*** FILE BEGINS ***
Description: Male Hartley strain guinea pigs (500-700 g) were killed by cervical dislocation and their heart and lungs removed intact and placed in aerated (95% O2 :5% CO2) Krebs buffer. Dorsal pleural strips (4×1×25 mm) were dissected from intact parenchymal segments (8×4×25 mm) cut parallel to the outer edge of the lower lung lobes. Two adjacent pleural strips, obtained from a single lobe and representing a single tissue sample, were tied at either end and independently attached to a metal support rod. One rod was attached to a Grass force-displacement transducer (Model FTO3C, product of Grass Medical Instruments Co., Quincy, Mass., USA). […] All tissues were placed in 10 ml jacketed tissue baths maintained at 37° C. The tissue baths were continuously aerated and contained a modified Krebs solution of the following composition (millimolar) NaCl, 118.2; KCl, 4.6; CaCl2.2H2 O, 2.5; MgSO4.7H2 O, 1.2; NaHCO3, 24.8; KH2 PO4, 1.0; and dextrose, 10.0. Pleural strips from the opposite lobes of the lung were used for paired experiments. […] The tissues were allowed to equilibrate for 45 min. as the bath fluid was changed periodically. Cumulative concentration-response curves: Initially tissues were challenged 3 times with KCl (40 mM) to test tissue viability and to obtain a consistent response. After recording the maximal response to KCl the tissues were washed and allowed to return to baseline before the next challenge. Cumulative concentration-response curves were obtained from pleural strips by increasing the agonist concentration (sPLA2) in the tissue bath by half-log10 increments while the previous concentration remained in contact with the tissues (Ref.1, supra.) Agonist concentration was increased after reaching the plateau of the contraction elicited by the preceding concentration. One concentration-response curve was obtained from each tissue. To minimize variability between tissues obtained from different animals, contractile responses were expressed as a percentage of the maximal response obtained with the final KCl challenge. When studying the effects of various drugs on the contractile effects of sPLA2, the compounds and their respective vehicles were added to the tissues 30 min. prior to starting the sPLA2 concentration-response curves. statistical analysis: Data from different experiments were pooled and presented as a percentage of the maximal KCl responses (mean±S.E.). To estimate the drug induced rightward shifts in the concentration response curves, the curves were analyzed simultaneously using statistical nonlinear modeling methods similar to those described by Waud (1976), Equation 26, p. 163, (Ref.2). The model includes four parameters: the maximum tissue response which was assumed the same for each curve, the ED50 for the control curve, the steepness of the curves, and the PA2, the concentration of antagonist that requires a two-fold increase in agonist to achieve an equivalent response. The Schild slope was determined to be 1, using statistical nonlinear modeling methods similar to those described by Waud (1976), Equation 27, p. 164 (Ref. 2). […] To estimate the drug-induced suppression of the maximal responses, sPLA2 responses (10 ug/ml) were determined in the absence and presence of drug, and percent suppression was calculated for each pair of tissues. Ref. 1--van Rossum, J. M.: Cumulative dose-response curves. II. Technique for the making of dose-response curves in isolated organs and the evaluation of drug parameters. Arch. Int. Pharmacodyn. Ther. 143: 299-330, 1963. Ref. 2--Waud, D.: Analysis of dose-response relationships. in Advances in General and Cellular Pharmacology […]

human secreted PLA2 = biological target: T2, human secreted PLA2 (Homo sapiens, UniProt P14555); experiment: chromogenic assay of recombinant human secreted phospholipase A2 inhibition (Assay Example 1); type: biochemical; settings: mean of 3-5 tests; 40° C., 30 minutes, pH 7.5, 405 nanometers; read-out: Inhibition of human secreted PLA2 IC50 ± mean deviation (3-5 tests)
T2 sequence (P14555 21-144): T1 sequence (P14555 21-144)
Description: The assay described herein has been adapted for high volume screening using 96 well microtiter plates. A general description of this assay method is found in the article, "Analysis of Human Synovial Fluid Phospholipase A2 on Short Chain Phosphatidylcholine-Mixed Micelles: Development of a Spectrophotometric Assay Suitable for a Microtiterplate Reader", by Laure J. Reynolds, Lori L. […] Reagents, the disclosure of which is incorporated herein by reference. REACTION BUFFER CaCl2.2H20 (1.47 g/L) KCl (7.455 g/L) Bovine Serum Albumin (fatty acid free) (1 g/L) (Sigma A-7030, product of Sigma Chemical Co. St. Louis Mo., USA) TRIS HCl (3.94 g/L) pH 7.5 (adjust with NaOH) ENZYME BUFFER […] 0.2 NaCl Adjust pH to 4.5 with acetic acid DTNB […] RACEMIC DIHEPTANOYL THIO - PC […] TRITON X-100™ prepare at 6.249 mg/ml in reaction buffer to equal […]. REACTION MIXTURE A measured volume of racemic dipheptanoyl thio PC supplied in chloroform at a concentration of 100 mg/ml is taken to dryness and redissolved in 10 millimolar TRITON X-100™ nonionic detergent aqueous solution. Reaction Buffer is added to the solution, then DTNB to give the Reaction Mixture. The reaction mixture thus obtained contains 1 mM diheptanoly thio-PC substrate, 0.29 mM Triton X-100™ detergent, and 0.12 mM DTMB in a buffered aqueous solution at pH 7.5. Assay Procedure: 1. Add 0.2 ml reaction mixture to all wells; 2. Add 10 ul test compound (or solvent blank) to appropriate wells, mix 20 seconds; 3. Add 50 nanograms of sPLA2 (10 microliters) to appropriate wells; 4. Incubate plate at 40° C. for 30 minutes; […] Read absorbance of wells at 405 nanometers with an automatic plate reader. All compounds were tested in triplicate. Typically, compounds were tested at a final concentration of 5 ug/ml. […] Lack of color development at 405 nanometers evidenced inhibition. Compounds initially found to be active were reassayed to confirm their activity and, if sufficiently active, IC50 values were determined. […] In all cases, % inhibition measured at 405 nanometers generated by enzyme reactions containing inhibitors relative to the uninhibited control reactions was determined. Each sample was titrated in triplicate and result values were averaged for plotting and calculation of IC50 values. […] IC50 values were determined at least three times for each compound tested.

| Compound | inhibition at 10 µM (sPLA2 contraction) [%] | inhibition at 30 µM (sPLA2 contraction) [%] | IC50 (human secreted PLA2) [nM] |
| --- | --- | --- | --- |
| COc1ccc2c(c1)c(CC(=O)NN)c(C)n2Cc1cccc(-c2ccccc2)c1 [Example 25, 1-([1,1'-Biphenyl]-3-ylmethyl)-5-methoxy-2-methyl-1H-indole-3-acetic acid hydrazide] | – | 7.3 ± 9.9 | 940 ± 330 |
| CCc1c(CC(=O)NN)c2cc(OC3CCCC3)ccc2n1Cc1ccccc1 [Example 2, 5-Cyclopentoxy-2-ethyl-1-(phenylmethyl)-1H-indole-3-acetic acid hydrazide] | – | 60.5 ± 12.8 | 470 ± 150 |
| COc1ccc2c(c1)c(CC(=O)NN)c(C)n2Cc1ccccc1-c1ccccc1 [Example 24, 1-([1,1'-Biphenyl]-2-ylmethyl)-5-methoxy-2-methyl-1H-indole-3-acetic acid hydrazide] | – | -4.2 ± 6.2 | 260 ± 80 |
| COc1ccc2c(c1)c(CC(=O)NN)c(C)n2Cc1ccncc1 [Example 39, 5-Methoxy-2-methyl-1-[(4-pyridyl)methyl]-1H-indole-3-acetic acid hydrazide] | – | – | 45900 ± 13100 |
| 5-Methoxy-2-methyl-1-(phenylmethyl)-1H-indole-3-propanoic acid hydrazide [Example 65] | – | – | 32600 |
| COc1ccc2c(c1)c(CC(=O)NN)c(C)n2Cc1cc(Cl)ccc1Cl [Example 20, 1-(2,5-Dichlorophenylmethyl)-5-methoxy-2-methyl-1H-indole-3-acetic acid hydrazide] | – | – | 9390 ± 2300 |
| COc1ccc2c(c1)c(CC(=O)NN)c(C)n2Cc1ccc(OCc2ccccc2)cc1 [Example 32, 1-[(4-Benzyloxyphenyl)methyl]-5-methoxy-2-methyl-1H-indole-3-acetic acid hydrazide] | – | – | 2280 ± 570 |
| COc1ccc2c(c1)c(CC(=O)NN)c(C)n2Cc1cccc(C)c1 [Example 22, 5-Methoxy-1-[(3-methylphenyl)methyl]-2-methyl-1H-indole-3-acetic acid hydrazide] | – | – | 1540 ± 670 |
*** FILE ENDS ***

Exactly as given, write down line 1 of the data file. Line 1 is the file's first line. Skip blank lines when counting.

Description: Male Hartley strain guinea pigs (500-700 g) were killed by cervical dislocation and their heart and lungs removed intact and placed in aerated (95% O2 :5% CO2) Krebs buffer. Dorsal pleural strips (4×1×25 mm) were dissected from intact parenchymal segments (8×4×25 mm) cut parallel to the outer edge of the lower lung lobes. Two adjacent pleural strips, obtained from a single lobe and representing a single tissue sample, were tied at either end and independently attached to a metal support rod. One rod was attached to a Grass force-displacement transducer (Model FTO3C, product of Grass Medical Instruments Co., Quincy, Mass., USA). […] All tissues were placed in 10 ml jacketed tissue baths maintained at 37° C. The tissue baths were continuously aerated and contained a modified Krebs solution of the following composition (millimolar) NaCl, 118.2; KCl, 4.6; CaCl2.2H2 O, 2.5; MgSO4.7H2 O, 1.2; NaHCO3, 24.8; KH2 PO4, 1.0; and dextrose, 10.0. Pleural strips from the opposite lobes of the lung were used for paired experiments. […] The tissues were allowed to equilibrate for 45 min. as the bath fluid was changed periodically. Cumulative concentration-response curves: Initially tissues were challenged 3 times with KCl (40 mM) to test tissue viability and to obtain a consistent response. After recording the maximal response to KCl the tissues were washed and allowed to return to baseline before the next challenge. Cumulative concentration-response curves were obtained from pleural strips by increasing the agonist concentration (sPLA2) in the tissue bath by half-log10 increments while the previous concentration remained in contact with the tissues (Ref.1, supra.) Agonist concentration was increased after reaching the plateau of the contraction elicited by the preceding concentration. One concentration-response curve was obtained from each tissue. To minimize variability between tissues obtained from different animals, contractile responses were expressed as a percentage of the maximal response obtained with the final KCl challenge. When studying the effects of various drugs on the contractile effects of sPLA2, the compounds and their respective vehicles were added to the tissues 30 min. prior to starting the sPLA2 concentration-response curves. statistical analysis: Data from different experiments were pooled and presented as a percentage of the maximal KCl responses (mean±S.E.). To estimate the drug induced rightward shifts in the concentration response curves, the curves were analyzed simultaneously using statistical nonlinear modeling methods similar to those described by Waud (1976), Equation 26, p. 163, (Ref.2). The model includes four parameters: the maximum tissue response which was assumed the same for each curve, the ED50 for the control curve, the steepness of the curves, and the PA2, the concentration of antagonist that requires a two-fold increase in agonist to achieve an equivalent response. The Schild slope was determined to be 1, using statistical nonlinear modeling methods similar to those described by Waud (1976), Equation 27, p. 164 (Ref. 2). […] To estimate the drug-induced suppression of the maximal responses, sPLA2 responses (10 ug/ml) were determined in the absence and presence of drug, and percent suppression was calculated for each pair of tissues. Ref. 1--van Rossum, J. M.: Cumulative dose-response curves. II. Technique for the making of dose-response curves in isolated organs and the evaluation of drug parameters. Arch. Int. Pharmacodyn. Ther. 143: 299-330, 1963. Ref. 2--Waud, D.: Analysis of dose-response relationships. in Advances in General and Cellular Pharmacology […]